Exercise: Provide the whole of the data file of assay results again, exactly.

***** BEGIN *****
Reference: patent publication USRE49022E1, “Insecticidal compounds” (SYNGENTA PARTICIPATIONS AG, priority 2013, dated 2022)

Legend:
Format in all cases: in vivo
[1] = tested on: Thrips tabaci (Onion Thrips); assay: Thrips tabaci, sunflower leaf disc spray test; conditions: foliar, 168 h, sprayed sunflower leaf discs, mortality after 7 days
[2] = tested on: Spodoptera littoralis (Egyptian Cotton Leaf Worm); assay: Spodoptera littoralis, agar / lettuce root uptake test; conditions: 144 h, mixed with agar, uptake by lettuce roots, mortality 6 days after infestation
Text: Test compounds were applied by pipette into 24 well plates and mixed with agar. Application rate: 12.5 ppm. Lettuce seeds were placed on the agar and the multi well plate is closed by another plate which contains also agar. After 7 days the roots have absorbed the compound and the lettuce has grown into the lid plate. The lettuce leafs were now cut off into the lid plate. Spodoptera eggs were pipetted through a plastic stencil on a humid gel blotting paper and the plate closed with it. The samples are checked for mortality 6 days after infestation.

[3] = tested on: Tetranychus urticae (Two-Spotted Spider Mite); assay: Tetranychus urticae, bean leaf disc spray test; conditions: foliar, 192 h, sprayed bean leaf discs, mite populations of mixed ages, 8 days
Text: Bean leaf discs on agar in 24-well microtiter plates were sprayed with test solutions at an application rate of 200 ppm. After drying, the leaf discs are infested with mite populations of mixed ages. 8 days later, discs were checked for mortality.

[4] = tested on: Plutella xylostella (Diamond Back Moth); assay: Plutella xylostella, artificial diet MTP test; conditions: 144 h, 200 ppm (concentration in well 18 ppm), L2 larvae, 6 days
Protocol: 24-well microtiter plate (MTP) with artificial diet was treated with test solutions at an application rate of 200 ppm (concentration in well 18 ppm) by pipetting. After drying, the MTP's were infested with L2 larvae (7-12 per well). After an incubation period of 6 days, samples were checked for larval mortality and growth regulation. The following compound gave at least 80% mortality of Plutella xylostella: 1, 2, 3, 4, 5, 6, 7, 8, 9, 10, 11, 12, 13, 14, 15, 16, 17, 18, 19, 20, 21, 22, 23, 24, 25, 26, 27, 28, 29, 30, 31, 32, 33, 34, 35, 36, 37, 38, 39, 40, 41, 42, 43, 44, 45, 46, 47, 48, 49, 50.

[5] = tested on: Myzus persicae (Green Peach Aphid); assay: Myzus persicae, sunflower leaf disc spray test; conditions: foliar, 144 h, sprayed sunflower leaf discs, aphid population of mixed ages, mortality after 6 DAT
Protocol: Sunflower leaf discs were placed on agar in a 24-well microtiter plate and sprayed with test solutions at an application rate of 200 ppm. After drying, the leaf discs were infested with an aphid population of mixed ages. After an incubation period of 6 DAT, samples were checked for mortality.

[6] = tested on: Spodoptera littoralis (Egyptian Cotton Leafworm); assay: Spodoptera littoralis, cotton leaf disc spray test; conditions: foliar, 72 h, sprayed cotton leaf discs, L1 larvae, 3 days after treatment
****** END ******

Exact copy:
Reference: patent publication USRE49022E1, “Insecticidal compounds” (SYNGENTA PARTICIPATIONS AG, priority 2013, dated 2022)

Legend:
Format in all cases: in vivo
[1] = tested on: Thrips tabaci (Onion Thrips); assay: Thrips tabaci, sunflower leaf disc spray test; conditions: foliar, 168 h, sprayed sunflower leaf discs, mortality after 7 days
[2] = tested on: Spodoptera littoralis (Egyptian Cotton Leaf Worm); assay: Spodoptera littoralis, agar / lettuce root uptake test; conditions: 144 h, mixed with agar, uptake by lettuce roots, mortality 6 days after infestation
Text: Test compounds were applied by pipette into 24 well plates and mixed with agar. Application rate: 12.5 ppm. Lettuce seeds were placed on the agar and the multi well plate is closed by another plate which contains also agar. After 7 days the roots have absorbed the compound and the lettuce has grown into the lid plate. The lettuce leafs were now cut off into the lid plate. Spodoptera eggs were pipetted through a plastic stencil on a humid gel blotting paper and the plate closed with it. The samples are checked for mortality 6 days after infestation.

[3] = tested on: Tetranychus urticae (Two-Spotted Spider Mite); assay: Tetranychus urticae, bean leaf disc spray test; conditions: foliar, 192 h, sprayed bean leaf discs, mite populations of mixed ages, 8 days
Text: Bean leaf discs on agar in 24-well microtiter plates were sprayed with test solutions at an application rate of 200 ppm. After drying, the leaf discs are infested with mite populations of mixed ages. 8 days later, discs were checked for mortality.

[4] = tested on: Plutella xylostella (Diamond Back Moth); assay: Plutella xylostella, artificial diet MTP test; conditions: 144 h, 200 ppm (concentration in well 18 ppm), L2 larvae, 6 days
Protocol: 24-well microtiter plate (MTP) with artificial diet was treated with test solutions at an application rate of 200 ppm (concentration in well 18 ppm) by pipetting. After drying, the MTP's were infested with L2 larvae (7-12 per well). After an incubation period of 6 days, samples were checked for larval mortality and growth regulation. The following compound gave at least 80% mortality of Plutella xylostella: 1, 2, 3, 4, 5, 6, 7, 8, 9, 10, 11, 12, 13, 14, 15, 16, 17, 18, 19, 20, 21, 22, 23, 24, 25, 26, 27, 28, 29, 30, 31, 32, 33, 34, 35, 36, 37, 38, 39, 40, 41, 42, 43, 44, 45, 46, 47, 48, 49, 50.

[5] = tested on: Myzus persicae (Green Peach Aphid); assay: Myzus persicae, sunflower leaf disc spray test; conditions: foliar, 144 h, sprayed sunflower leaf discs, aphid population of mixed ages, mortality after 6 DAT
Protocol: Sunflower leaf discs were placed on agar in a 24-well microtiter plate and sprayed with test solutions at an application rate of 200 ppm. After drying, the leaf discs were infested with an aphid population of mixed ages. After an incubation period of 6 DAT, samples were checked for mortality.

[6] = tested on: Spodoptera littoralis (Egyptian Cotton Leafworm); assay: Spodoptera littoralis, cotton leaf disc spray test; conditions: foliar, 72 h, sprayed cotton leaf discs, L1 larvae, 3 days after treatment